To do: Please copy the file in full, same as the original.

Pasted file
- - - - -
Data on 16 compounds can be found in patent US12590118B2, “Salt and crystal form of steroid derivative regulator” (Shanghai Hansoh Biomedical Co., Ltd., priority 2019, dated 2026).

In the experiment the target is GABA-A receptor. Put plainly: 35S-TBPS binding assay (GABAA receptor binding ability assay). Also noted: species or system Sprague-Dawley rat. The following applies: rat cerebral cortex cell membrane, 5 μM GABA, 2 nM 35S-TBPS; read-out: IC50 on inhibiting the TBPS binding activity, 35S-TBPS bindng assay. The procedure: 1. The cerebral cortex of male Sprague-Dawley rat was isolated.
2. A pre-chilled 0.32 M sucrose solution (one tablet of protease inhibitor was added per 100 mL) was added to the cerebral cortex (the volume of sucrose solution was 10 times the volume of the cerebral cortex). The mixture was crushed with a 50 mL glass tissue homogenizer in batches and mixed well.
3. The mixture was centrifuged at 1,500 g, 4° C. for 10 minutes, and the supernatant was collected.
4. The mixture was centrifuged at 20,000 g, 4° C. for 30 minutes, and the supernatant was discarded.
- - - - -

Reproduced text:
Data on 16 compounds can be found in patent US12590118B2, “Salt and crystal form of steroid derivative regulator” (Shanghai Hansoh Biomedical Co., Ltd., priority 2019, dated 2026).

In the experiment the target is GABA-A receptor. Put plainly: 35S-TBPS binding assay (GABAA receptor binding ability assay). Also noted: species or system Sprague-Dawley rat. The following applies: rat cerebral cortex cell membrane, 5 μM GABA, 2 nM 35S-TBPS; read-out: IC50 on inhibiting the TBPS binding activity, 35S-TBPS bindng assay. The procedure: 1. The cerebral cortex of male Sprague-Dawley rat was isolated.
2. A pre-chilled 0.32 M sucrose solution (one tablet of protease inhibitor was added per 100 mL) was added to the cerebral cortex (the volume of sucrose solution was 10 times the volume of the cerebral cortex). The mixture was crushed with a 50 mL glass tissue homogenizer in batches and mixed well.
3. The mixture was centrifuged at 1,500 g, 4° C. for 10 minutes, and the supernatant was collected.
4. The mixture was centrifuged at 20,000 g, 4° C. for 30 minutes, and the supernatant was discarded.